One of the most exciting concepts in the world of mobile learning is the idea of personalized education. Personalized learning is a widely (and variously) used term, but generally refers to providing students with an individualized educational experience, as opposed to following a one-size-fits-all lesson plan. Technology is a tremendous tool in realizing this goal, and will open entirely new avenues for educators in the near future.
The U.S. Department of Education, using “competency-based learning” interchangeably with the concept of personalized learning, offers a compelling definition for this movement that speaks to the opportunity for educators and students alike:
Transitioning away from seat time in favor of a structure that creates flexibility allows students to progress as they demonstrate mastery of academic content, regardless of time, place, or pace of learning. Competency-based strategies provide flexibility in the way that credit can be earned or awarded, and provide students with personalized learning opportunities. These strategies include online and blended learning, dual enrollment and early college high schools, project-based and community-based learning, and credit recovery, among others. This type of learning leads to better student engagement because the content is relevant to each student and tailored to their unique needs. It also leads to better student outcomes because the pace of learning is customized to each student.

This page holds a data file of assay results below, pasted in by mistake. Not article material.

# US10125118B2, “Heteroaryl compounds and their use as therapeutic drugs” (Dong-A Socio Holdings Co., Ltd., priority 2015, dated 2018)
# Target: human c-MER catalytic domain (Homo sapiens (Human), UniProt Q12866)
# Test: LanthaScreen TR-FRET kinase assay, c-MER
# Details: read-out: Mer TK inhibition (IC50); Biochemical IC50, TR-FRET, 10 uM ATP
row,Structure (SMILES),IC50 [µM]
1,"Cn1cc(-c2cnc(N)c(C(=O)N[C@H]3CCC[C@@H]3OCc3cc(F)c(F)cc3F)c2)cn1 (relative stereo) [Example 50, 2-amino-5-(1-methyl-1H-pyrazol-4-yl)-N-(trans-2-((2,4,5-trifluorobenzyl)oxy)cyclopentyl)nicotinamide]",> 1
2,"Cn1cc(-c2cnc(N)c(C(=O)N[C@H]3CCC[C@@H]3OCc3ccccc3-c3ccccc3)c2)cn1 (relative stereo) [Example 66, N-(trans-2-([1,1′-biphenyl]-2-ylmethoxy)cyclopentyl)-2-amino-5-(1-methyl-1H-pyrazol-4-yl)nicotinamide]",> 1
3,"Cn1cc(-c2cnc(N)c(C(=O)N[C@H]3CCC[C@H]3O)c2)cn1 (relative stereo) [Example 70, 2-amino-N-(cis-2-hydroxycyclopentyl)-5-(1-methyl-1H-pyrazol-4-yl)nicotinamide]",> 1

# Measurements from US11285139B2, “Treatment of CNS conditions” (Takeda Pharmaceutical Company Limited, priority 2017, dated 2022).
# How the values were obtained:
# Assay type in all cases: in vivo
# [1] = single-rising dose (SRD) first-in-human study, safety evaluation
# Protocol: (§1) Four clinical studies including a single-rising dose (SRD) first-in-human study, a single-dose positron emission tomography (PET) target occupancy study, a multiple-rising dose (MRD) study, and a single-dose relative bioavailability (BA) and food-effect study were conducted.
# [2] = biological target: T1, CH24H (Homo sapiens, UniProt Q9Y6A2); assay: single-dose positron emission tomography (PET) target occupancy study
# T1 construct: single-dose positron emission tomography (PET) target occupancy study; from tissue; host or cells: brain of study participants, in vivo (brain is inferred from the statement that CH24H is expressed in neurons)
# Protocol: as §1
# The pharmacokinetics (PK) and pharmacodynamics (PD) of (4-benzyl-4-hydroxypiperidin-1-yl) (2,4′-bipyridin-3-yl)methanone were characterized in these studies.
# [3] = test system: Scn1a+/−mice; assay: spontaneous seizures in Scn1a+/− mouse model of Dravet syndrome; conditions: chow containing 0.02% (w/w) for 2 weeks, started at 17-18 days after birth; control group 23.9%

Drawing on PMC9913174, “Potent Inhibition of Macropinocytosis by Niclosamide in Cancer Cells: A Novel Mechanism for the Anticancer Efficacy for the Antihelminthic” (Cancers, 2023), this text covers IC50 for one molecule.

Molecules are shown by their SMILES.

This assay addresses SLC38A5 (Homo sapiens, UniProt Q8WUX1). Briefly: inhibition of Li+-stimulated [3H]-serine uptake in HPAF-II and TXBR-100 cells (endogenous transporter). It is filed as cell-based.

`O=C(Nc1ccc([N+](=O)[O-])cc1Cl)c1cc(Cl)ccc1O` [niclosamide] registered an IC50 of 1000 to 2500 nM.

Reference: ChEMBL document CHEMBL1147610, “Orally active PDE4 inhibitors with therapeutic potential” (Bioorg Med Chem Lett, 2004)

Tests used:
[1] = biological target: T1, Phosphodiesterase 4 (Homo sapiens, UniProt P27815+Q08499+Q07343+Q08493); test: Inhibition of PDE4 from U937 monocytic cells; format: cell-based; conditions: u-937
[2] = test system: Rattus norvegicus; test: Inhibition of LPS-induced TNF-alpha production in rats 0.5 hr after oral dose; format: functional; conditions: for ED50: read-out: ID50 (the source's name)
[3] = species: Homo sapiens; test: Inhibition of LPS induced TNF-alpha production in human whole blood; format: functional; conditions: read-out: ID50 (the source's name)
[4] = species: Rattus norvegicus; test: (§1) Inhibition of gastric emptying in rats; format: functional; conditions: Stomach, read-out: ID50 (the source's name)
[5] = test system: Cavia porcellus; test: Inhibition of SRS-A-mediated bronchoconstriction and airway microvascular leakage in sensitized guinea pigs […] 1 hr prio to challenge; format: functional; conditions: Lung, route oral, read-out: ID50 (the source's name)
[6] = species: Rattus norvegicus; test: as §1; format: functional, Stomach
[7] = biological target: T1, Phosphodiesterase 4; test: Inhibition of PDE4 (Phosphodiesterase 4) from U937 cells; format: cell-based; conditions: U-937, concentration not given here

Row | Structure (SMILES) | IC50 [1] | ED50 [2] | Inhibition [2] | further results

Ed.gov also offers examples of successful personalized learning programs at both the state and district level. Read more about these programs here.
As Karen Cator, the former director of the Office of Educational Technology of the U.S. Department of Education, said at the White House’s Datapalooza event last year, data is the “rocket fuel” powering personalization in education.1 Information about student performance is being collected and evaluated constantly, giving teachers the ability to track progress on a granular level. This data can be as basic as attendance records, or as complex as averages of student success over time, arranged by subject matter or lesson type. No matter how it is used, this data-driven approach will support an education which accommodates student needs, freeing students from rigid educational structures that do not fit their learning styles.
The opportunity for resellers here is that schools will need a way to store, manage, and interpret this data. The Douglas Stewart Company offers a variety of solutions that you can offer your customers to get them rolling with a personalized learning program. Check out our mobile learning portal for solutions from Symantec in our Security category, and Absolute in our Mobile Device Management category. Data backup, device identification, confidentiality measures, and more are included in these tools – contact your Account Manager today to see how your customers fit into our mobile learning ecosystem!
- “The uncomfortable truth about personalized learning,” Gigaom.com, http://gigaom.com/2013/09/02/the-uncomfortable-truth-about-personalized-learning/.